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The proposal recently received a $50,000 prize from a National Renewable Energy Laboratory solar manufacturing contest.
Correction: The Duluth, Minnesota, company working on heated solar panel technology is called Vagner Energy. An earlier version of this story misstated the name of the company.
This story has also been updated to include a comment from Electro Plastics, which manufactures the radiant heating product used in Vagner Energy’s solar concept.
A Minnesota couple’s idea for keeping solar panels clear of snow is gaining traction after winning a $50,000 federal innovation prize.
Solar panels work well in cold weather, but not as well if they are covered even partially by snow. The tilt of panels helps snow slide off, but that doesn’t always clean them. Rakes and other products require solar panel owners to climb on roofs or devote significant staff time to snow removal.
Karl Wagner and Danielle Rhodes noticed snow buildup on the solar panels of their Duluth home last year that cost three days of production. Commercial installations around town appeared to be encrusted with snow for days. Wagner, a data scientist and inventor, developed a potential solution that incorporates into solar panels a heating material with nanotechnology components.
The couple’s “Solar For Snow” proposal was recently chosen as a semi-finalist for the American-Made Solar Prize, receiving $50,000 in prize money. Administered by the National Renewable Energy Laboratory, the contest operates out of the U.S. Department of Energy Solar Energy Technologies Office.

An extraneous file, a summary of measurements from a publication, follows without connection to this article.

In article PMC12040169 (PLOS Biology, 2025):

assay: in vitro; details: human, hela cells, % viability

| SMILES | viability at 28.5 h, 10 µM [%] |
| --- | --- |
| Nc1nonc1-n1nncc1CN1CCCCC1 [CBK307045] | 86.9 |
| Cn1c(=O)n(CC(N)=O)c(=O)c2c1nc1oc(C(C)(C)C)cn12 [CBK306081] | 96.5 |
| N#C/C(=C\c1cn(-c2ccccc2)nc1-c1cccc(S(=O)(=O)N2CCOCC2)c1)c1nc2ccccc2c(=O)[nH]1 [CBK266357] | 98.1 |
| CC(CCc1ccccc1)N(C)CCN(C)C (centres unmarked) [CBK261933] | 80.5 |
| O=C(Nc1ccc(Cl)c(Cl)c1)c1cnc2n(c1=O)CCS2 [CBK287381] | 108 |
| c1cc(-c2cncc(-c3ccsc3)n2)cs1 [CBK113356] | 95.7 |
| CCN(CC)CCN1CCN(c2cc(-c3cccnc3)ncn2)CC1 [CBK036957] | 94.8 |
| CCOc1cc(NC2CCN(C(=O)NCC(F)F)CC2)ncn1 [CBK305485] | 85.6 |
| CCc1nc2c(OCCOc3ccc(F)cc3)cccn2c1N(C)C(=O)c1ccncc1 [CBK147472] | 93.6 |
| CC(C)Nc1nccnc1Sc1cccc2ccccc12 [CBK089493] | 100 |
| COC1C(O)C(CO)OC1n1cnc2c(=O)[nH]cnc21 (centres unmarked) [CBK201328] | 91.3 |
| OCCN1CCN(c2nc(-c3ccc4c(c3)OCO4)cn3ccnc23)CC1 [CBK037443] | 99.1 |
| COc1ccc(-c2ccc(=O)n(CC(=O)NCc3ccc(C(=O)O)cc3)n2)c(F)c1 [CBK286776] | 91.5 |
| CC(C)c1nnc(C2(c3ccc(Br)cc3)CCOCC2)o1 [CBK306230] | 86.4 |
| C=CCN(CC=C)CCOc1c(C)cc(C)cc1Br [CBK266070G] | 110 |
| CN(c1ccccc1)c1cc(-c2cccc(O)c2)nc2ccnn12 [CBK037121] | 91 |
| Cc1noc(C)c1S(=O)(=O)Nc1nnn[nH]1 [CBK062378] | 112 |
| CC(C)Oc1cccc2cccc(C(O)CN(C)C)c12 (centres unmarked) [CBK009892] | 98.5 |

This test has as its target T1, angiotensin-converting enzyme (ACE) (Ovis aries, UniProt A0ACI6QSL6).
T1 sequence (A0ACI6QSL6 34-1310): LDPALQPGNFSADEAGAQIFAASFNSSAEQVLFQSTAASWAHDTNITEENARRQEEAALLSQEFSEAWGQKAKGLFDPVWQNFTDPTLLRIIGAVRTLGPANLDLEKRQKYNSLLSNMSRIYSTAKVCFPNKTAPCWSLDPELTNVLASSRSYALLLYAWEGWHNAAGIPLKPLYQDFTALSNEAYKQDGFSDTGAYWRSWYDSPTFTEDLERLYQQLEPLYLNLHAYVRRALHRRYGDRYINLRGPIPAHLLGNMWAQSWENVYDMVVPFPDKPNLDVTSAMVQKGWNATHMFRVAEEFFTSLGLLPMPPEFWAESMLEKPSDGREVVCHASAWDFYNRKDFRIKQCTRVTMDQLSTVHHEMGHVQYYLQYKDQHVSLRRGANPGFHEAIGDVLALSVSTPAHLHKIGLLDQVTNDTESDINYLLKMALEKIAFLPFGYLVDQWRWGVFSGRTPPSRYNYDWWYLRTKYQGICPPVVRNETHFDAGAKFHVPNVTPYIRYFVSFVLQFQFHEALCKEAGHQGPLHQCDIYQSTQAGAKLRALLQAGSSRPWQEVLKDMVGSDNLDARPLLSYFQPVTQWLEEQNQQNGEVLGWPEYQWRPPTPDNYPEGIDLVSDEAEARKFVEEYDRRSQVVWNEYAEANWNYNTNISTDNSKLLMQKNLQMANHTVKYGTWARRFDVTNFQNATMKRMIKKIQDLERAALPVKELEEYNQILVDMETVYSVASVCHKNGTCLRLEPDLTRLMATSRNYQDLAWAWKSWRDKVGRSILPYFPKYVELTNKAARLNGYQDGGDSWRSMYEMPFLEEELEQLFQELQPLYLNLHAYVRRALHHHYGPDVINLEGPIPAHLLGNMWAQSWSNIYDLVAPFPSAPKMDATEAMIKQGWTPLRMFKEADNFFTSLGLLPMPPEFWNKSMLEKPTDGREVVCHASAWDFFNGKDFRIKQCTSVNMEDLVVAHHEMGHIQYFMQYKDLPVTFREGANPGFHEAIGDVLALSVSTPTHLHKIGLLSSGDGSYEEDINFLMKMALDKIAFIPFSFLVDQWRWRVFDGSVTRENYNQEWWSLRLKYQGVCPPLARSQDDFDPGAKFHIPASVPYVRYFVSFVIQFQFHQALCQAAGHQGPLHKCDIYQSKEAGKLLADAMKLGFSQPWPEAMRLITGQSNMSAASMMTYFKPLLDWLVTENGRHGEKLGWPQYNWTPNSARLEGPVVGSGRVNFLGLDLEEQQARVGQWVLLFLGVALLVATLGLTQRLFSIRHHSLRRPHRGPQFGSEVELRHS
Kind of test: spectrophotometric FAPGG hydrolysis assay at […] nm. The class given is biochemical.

“It was definitely a surprise because there were a lot of great ideas in the competition,” Wagner said. “When I got the email that we were semi-finalist I thought, ‘Did I read that right?’”
Much of the Upper Midwest sees lost solar generation due to snow accumulation on panels, as does another potential market: remote areas of Alaska. Wagner and Rhodes believe applying heat could remove snow from solar arrays over the course of a few hours.
The Solar for Snow team received equipment and mentoring support from Heliene, a Canadian-based solar manufacturer with a factory in Minnesota. The company is interested in seeing the results of the research, Wagner said. Minnesota Power, the utility serving the northern part of the state, also assisted the project.
“It is a good idea,” said Martin Pochtaruk, Heliene’s president. “Now we need to see it being piloted.”
Pochtaruk said such an “add-on” could be incorporated into solar module assembly but only after extensive trials to study power induced degradation of panels and other potential adverse effects, he said.
Wagner concedes the panels will likely cost more and create installation challenges because they need a connection to receive low voltage electricity to activate the nano-material. He wants to continue to try to drop the production cost and to simplify the electrical work required of installers.